Hurricane Planning During COVID-19

By Robert Tull and Monique McQueen | August 10, 2020

COVID-19 has thrown the world into a tailspin over the past several months, and businesses everywhere have had to adjust their models to accommodate the new environment. With hurricane season now in full swing, planning and preparation for natural disasters must also change.

The tried and true preparation measures that have worked in the past may no longer suffice in the midst of the pandemic. This shift further stresses businesses operating in hurricane-prone areas, who must prepare for the season within the new constraints of the virus. There’s a lot to think about, at a time when executives already have more than their share of worries. As plans are developed, it’s important to keep resulting insurance implications in mind.

Business models and business conditions have changed. Planning and preparation must change as a result.

COVID-19 has heavily disrupted supply chains, and the resulting declines in availability necessitate advanced planning to make sure businesses have the proper inventory in place for a storm. From supplies for the physical property such as chainsaws, fuel for generators, plywood, pumps and other key machinery to human survival needs like PPE, disinfectants, water, food items, batteries, first aid kits, and medications, it may be a greater challenge than usual this year to predict which items will be in short supply. Businesses should start early to ensure they have what they need to be both safe and compliant.

Social distancing is a new need to consider across all industries, especially with the potential for additional on-site workers such as outside responders, contractors and vendors in the event of storm damage. Businesses should have formalized procedures for protecting ALL workers that can be used during response and restoration periods.

Industry-specific issues will also arise. In the restaurant industry, for example, some businesses have had to completely redesign how they operate, with new processes for delivery, pick-up methods, etc. Others may have significantly altered their physical spaces to accommodate social distancing. Restaurants that have shifted their models to accommodate increased outdoor dining or curbside purchases must now consider whether their new outdoor areas are covered by insurance. They must also examine physical property protections such as sprinkler systems, alarms and security procedures to ensure that all are up to date and maintained.

As always in the aftermath of a storm, business continuity is key. Employers should be sure to have an up-to-date formal business continuity plan in place, keeping in mind new situations like split-shifts. This plan should be shared with key staff well in advance of a natural disaster. Consider what may be different about business operations due to the pandemic; for instance, how will the business handle employees that may have been working from home and are now displaced?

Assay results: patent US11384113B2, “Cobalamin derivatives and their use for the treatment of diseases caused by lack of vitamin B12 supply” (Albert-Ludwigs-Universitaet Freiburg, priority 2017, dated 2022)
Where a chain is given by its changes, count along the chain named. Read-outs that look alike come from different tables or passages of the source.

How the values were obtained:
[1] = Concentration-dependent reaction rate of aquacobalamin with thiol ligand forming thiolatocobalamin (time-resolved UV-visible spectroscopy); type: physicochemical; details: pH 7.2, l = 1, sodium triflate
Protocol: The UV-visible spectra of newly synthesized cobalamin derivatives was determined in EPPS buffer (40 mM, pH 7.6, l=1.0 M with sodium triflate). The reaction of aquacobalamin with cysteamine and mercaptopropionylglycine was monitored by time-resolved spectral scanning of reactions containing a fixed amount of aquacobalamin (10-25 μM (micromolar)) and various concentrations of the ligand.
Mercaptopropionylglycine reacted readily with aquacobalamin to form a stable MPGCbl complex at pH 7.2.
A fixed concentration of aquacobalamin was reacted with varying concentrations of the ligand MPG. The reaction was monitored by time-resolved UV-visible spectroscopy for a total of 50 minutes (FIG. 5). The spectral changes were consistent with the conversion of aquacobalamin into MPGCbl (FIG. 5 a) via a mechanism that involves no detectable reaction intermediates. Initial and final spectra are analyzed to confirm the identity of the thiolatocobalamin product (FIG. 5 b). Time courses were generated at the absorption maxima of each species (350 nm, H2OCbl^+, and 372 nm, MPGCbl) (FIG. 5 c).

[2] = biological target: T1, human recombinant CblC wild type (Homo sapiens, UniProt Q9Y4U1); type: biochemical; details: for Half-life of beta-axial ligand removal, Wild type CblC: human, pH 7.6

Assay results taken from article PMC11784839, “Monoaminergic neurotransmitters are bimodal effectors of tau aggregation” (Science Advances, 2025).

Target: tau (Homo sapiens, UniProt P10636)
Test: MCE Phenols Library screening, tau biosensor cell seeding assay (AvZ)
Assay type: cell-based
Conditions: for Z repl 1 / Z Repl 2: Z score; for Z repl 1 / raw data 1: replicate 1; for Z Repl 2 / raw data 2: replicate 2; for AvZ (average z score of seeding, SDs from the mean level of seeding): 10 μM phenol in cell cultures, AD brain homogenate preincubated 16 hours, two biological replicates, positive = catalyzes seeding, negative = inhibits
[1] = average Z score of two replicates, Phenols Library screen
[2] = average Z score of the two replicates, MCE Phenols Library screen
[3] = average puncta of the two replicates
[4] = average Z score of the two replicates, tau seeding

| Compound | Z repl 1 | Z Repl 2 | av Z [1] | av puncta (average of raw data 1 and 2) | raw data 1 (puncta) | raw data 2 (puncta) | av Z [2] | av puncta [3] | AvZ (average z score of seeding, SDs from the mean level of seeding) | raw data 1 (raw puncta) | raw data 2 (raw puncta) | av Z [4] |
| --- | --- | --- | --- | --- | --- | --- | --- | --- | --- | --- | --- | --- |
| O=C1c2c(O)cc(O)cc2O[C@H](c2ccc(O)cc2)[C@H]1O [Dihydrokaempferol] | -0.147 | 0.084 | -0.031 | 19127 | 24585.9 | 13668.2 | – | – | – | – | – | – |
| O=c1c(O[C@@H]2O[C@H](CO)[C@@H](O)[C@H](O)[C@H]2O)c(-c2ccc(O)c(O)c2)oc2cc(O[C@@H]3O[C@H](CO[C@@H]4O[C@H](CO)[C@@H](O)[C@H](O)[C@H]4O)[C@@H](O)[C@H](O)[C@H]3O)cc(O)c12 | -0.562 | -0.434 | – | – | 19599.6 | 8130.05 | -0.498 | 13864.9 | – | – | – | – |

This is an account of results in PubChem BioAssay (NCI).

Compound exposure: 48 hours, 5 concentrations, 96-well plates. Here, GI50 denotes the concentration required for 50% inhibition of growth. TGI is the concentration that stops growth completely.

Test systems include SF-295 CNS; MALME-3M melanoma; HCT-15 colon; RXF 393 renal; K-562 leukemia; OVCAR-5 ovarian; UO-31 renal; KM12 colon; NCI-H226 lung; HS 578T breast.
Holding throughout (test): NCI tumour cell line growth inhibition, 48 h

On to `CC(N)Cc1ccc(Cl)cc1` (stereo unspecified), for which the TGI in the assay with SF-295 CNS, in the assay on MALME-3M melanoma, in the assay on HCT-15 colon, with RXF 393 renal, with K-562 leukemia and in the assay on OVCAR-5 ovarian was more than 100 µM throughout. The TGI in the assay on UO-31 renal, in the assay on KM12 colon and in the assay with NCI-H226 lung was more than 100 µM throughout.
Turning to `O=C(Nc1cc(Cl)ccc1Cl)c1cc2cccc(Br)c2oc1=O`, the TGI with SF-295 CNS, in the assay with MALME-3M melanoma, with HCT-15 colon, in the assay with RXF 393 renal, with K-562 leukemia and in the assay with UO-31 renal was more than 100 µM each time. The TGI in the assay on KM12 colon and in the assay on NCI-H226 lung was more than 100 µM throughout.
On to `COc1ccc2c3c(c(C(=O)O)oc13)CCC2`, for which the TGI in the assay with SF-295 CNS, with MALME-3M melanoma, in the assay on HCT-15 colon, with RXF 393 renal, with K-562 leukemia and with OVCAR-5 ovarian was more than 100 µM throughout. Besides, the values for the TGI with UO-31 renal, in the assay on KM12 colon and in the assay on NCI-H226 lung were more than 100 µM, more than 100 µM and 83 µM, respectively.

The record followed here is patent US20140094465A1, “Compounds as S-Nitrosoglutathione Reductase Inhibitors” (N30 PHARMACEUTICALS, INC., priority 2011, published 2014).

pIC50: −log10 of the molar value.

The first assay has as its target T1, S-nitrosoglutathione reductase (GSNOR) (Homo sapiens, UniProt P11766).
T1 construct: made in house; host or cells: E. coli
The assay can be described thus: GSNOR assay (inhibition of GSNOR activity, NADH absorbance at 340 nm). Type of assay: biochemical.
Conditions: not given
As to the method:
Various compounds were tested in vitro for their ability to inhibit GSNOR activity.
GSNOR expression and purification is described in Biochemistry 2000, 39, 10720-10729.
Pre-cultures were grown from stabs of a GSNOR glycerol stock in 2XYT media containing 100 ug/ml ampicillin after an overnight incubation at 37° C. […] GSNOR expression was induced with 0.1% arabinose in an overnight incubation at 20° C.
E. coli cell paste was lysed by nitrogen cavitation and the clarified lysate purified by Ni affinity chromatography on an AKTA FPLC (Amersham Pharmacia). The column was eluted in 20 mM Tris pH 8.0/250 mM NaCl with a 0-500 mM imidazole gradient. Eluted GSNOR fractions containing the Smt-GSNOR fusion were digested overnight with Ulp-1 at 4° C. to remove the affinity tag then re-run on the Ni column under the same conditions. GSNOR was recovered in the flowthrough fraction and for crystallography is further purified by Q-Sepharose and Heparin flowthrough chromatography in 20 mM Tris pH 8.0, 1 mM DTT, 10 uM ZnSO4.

All of these changes have insurance implications.

Here are some important insurance considerations for businesses:

  • Have you reviewed your clients’ operational changes?
  • Has the property changed and are the changes reflected in property policies?
  • How are new business models factored into hurricane preparation and property insurance for your clients?
  • Are insurance valuations up to date and have insureds duplicated key documents off-site or stored electronically?
  • Have you explored workers’ comp policies with your insureds working in a pivoted way?
  • Are clients following recommended hurricane risk management procedures, and are they taking advantage of resources provided by their insurance carriers?

Above all, be prepared.

The 2020 hurricane season has already proved itself to be an active one, with a record six named storms by the second week of July, and forecasters are predicting it will remain an above-average season. This is not the year for anyone to be caught unaware. We’ve had enough surprises already this year, and COVID-19 and civil unrest have already put enough pressure on business sustainability. Armed with the knowledge that storms are coming, companies should prepare for the 2020 hurricane season with more diligence than ever. By the time there’s a storm on the horizon, well-prepared businesses should already be prepared to respond.

Topics Catastrophe

About Robert Tull

Robert Tull is assistant vice president, lead property consultant global risk solutions at QBE North America.

About Monique McQueen

Monique McQueen is assistant vice president, property at QBE North America.

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Insurance Journal West August 10, 2020
August 10, 2020
Insurance Journal West Magazine

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